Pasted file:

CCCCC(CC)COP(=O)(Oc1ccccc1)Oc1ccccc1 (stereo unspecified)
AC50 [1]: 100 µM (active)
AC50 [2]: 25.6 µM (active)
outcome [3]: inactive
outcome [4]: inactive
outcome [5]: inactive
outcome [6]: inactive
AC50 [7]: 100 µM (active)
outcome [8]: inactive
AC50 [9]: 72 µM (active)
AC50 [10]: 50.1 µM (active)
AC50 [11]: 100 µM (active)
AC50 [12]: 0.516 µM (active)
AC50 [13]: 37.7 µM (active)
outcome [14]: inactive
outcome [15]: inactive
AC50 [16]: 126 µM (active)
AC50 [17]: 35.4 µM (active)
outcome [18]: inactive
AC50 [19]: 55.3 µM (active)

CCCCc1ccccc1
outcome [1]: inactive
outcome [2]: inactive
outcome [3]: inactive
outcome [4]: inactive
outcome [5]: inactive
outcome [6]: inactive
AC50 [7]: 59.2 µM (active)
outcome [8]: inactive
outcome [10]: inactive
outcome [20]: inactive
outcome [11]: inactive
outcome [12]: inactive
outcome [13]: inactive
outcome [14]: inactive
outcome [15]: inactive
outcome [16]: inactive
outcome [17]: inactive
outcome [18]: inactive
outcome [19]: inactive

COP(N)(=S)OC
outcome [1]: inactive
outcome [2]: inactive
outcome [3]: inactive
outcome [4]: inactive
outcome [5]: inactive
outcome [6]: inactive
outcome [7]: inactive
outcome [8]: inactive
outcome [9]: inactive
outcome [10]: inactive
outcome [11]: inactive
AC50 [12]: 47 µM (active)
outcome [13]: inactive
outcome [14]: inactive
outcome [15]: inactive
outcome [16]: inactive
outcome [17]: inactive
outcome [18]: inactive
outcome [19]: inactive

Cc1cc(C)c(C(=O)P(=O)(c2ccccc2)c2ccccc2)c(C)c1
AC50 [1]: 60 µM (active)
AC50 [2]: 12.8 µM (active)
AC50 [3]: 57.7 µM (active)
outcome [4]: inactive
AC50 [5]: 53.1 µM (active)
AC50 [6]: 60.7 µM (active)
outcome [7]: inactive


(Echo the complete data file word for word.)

CCCCC(CC)COP(=O)(Oc1ccccc1)Oc1ccccc1 (stereo unspecified)
AC50 [1]: 100 µM (active)
AC50 [2]: 25.6 µM (active)
outcome [3]: inactive
outcome [4]: inactive
outcome [5]: inactive
outcome [6]: inactive
AC50 [7]: 100 µM (active)
outcome [8]: inactive
AC50 [9]: 72 µM (active)
AC50 [10]: 50.1 µM (active)
AC50 [11]: 100 µM (active)
AC50 [12]: 0.516 µM (active)
AC50 [13]: 37.7 µM (active)
outcome [14]: inactive
outcome [15]: inactive
AC50 [16]: 126 µM (active)
AC50 [17]: 35.4 µM (active)
outcome [18]: inactive
AC50 [19]: 55.3 µM (active)

CCCCc1ccccc1
outcome [1]: inactive
outcome [2]: inactive
outcome [3]: inactive
outcome [4]: inactive
outcome [5]: inactive
outcome [6]: inactive
AC50 [7]: 59.2 µM (active)
outcome [8]: inactive
outcome [10]: inactive
outcome [20]: inactive
outcome [11]: inactive
outcome [12]: inactive
outcome [13]: inactive
outcome [14]: inactive
outcome [15]: inactive
outcome [16]: inactive
outcome [17]: inactive
outcome [18]: inactive
outcome [19]: inactive

COP(N)(=S)OC
outcome [1]: inactive
outcome [2]: inactive
outcome [3]: inactive
outcome [4]: inactive
outcome [5]: inactive
outcome [6]: inactive
outcome [7]: inactive
outcome [8]: inactive
outcome [9]: inactive
outcome [10]: inactive
outcome [11]: inactive
AC50 [12]: 47 µM (active)
outcome [13]: inactive
outcome [14]: inactive
outcome [15]: inactive
outcome [16]: inactive
outcome [17]: inactive
outcome [18]: inactive
outcome [19]: inactive

Cc1cc(C)c(C(=O)P(=O)(c2ccccc2)c2ccccc2)c(C)c1
AC50 [1]: 60 µM (active)
AC50 [2]: 12.8 µM (active)
AC50 [3]: 57.7 µM (active)
outcome [4]: inactive
AC50 [5]: 53.1 µM (active)
AC50 [6]: 60.7 µM (active)
outcome [7]: inactive